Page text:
This can also be seen as the gods having judged Iago, and a life of pain and suffering is their sentence. At the time of the play the Turks were presented as devils in human form, 'circumcised dogs' for Muslims or any non-believers of the Christian faith would be seen as heretics.

  1. Free essay

    To what extent is Iago responsible for the downfall of other characters in Othello?

    However, Shakespeare has chosen to alter this in the case of Iago, which also helps to reflect his manipulative nature, as he is able to speak in both ways in order to use different people according to their characters. He talks in prose mainly when speaking to characters individually, which enables them to be taken into his confidence.

  2. ACT IV-SCENE III- close analysis+ focus on Desdemona and Emilias contrasting views of marriage. ...

    She does not blindly obey Othello, though he is a man and also her superior in social rank, instead questioning his "command[s]", she queries not only Othello's command itself, but also Desdemona's compliance in the carrying out of said command, whilst also appearing to question Othello's motives, all by her simple utterance of, "dismiss me?"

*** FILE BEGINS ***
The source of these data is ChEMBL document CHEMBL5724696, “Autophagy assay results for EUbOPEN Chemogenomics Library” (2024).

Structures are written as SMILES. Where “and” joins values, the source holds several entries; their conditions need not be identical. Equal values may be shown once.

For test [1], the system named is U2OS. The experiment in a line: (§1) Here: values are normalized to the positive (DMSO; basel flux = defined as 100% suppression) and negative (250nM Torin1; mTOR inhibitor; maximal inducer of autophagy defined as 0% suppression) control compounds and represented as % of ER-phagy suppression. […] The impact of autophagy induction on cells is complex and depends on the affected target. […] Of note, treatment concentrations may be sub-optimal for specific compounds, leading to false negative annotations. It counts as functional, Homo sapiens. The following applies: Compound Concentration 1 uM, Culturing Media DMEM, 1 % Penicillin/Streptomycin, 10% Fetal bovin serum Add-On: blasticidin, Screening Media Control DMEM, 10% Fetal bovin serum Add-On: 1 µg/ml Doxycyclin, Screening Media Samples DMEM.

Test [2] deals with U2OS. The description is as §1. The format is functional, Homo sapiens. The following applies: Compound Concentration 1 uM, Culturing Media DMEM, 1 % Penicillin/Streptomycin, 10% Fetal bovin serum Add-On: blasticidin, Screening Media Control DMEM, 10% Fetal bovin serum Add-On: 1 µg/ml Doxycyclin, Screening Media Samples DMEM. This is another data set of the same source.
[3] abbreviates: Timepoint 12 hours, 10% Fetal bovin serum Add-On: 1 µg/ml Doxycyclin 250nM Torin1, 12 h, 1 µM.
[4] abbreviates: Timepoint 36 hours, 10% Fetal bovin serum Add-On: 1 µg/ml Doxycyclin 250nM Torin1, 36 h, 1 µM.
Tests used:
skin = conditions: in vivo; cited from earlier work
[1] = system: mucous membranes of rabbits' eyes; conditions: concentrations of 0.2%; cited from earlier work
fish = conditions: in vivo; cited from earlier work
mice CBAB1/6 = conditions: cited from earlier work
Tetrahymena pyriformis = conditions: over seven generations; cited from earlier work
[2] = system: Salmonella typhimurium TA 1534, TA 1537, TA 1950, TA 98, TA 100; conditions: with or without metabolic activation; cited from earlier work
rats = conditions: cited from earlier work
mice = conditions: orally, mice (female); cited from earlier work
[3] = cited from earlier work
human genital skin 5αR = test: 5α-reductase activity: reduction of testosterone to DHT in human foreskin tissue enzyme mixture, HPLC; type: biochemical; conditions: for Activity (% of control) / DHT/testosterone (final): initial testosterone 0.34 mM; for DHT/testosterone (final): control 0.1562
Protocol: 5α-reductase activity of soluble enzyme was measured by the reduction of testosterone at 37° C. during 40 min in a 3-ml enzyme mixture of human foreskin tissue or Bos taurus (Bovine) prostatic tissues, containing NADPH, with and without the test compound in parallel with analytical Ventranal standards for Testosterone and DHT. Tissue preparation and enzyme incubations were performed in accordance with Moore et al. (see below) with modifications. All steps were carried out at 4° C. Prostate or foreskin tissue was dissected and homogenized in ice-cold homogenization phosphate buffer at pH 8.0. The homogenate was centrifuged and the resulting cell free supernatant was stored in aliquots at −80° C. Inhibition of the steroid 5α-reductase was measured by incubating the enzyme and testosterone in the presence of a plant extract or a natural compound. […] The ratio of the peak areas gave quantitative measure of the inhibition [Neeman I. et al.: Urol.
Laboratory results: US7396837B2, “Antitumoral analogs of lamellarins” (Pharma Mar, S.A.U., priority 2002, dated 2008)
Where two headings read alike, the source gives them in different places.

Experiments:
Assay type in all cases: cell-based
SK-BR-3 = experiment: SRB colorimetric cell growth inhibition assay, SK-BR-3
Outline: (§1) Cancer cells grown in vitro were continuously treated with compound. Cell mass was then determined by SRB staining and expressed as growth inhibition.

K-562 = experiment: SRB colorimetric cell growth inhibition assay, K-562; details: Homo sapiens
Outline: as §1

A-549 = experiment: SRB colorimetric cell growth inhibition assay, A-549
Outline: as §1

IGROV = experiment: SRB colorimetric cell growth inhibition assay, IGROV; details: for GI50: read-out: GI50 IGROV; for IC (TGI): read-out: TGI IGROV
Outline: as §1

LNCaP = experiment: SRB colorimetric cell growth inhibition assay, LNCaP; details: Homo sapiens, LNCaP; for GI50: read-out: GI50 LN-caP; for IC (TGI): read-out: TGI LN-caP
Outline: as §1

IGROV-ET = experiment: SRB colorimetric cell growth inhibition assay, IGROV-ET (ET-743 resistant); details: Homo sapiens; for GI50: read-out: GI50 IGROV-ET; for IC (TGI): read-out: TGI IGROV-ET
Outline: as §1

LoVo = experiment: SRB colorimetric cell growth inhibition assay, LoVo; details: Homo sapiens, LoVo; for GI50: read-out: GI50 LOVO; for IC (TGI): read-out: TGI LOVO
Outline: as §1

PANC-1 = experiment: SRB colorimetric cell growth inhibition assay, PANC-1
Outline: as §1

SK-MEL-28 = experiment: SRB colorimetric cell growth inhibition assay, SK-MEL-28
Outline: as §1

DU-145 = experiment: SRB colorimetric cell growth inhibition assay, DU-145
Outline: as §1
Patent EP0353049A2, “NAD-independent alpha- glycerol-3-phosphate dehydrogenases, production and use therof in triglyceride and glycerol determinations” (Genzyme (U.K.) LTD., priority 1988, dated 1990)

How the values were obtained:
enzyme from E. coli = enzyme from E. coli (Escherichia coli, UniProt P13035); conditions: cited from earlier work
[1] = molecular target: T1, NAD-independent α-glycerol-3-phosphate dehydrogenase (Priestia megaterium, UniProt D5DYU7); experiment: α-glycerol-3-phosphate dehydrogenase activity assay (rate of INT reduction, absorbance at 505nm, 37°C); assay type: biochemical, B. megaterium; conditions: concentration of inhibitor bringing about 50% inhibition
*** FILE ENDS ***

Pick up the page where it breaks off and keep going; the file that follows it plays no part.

1. To what extent does Shakespeare present Iago as a tragic villain with no redeeming ...

    For example, Desdemona is portrayed on the surface as "sweet", "inclining" and "right modest" - hardly suitable descriptions for a woman who has defied her father for the black Othello; an unthinkable act in Shakespeare's time. Iago is no exception to this complexity; indeed he must not be if the other characters are to remain balanced and believable.

  2. To what extent do you agree that the character Othello is responsible for his ...

    to the Aristotelian definitions of ?tragedy,? some may argue that it is therefore Shakespeare who is responsible for Othello?s downfall, by in the exposition establishing Othello as having certain characteristics of a tragic hero to an audience schooled in classical literature, his downfall is inevitable.

  • Over 160,000 pieces
    of student written work
  • Annotated by
    experienced teachers
  • Ideas and feedback to
    improve your own work